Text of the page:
Laura Gonzalez

blog

11 Mar 2011

The loss of an object

Let me, first, tell you about the loss. I am mourning my PhD. Its content, the work, the hardship, my relationship with my supervisor, the safety of its structure, its intensity, everything. I even miss the exam (about which I will tell you some other time, soon). My lost object manifests itself in the most unexpected places. Last night, it was in the dance studio, which was so instrumental in keeping my sanity during the last months. I thought I would start crying and froze in fear at the idea of having to explain what was happening to me. What have I lost, exactly?

I should not be surprised by this phenomenon. I have experienced it many times, with broken hearts and the stopping of my analysis. We all have, more or less. yet, the absence of the love object is always unexpected. I should be feeling relief, joy, pride. I don’t. Not yet, at least.

I don’t know how long this will last, or how I will recover, how my mind and my body (for I feel it in the body, a kind of hollow) will take the decision to move on. There is not much more I can say. The only thing I can do, for the time being, is to keep occupied, carry on as normal, dance from this loss, think about work, talk to people, write, get back to writing here and tell you about the last months of the research.

f-third.jpg

Flashing Nipple Remix, #3. 2005
3 black and white transparencies in light boxes.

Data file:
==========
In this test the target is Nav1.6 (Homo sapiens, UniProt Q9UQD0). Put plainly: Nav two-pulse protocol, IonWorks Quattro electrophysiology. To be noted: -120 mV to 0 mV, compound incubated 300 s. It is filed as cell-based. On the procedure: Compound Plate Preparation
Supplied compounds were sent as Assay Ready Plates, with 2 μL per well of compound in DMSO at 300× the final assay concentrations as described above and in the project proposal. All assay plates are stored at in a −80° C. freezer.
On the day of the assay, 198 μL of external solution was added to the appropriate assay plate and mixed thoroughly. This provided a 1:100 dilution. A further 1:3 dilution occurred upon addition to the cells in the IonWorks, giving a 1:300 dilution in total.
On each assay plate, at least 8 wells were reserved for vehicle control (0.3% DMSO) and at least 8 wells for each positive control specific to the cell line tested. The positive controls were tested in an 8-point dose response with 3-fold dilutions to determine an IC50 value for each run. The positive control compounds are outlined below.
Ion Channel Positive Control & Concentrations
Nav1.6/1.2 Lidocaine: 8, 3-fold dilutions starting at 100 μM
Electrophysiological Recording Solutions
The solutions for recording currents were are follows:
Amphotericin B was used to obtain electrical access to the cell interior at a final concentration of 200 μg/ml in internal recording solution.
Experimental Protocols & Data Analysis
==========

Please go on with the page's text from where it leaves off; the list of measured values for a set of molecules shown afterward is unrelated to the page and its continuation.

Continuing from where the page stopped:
38 x 48 x 5″ ; Edition of 3 + AP

Posted in Blog, Notes to self, PhD, Psychoanalysis, Writing


2 Responses to “The loss of an object”

  1. Michael said:

    Mmhh, i think you could also describe this symptom as a ‘relief psychosis’. That is the biiiig hole that opens up after doing a long term and stressful project – and then suddenly one has loads of time at their hands again. I think the best thing is to slowly start the next project (phd? 🙂 ) right away.

  2. Laura said:

    I’ll take your advice, Michael, you have been there! My plan is to do bits and bobs but not think about anything long term until December, when I will have to think about career, bids, funding, projects etc. in earnest. Meanwhile, I want to live the loss and try to work it out in the dance studio … Which is a slow way to start the next project, I think … So, YES!

Leave a Reply

About Me

I am an artist and writer. My recent practice performance, film, dance, photography and text, and my work has been performed, exhibited and published in many venues in Europe and the US. I have spoken at numerous conferences and events, including the Museum for the Fashion Institute of Technology in New York, the Medical Museum in Copenhagen, College Arts Association and the Association for the Psychoanalysis of Culture and Society. When I am not following Freud, Lacan and Marx’s footsteps with my camera or creating performance works as part of my Athenaeum Research Fellowship at the Royal Conservatoire of Scotland, I teach postgraduate students at Transart Institute.

I am currently immersed in an interdisciplinary project exploring knowledge and the body of the hysteric. In 2013, together with Child and Adolescent Mental Health practitioner Frances Davies, I co-edited the book ‘Madness, Women and the Power of Art’, to which I contributed a work authored with Eleanor Bowen. My book ‘Make Me Yours: How Art Seduces’ was published by Cambridge Scholars in 2016. In this text, investigates psychoanalytic approaches to making and understanding objects of seduction, including an examination of parallels between artistic and analytic practices, a study of Manolo Blahnik’s shoes as objects of desire, a disturbing encounter with Marcel Duchamp’s last work, and the creation of a psychoanalytically inspired Discourse of the Artefact, a framework enabling the circulation of questions and answers through a relational approach to artworks.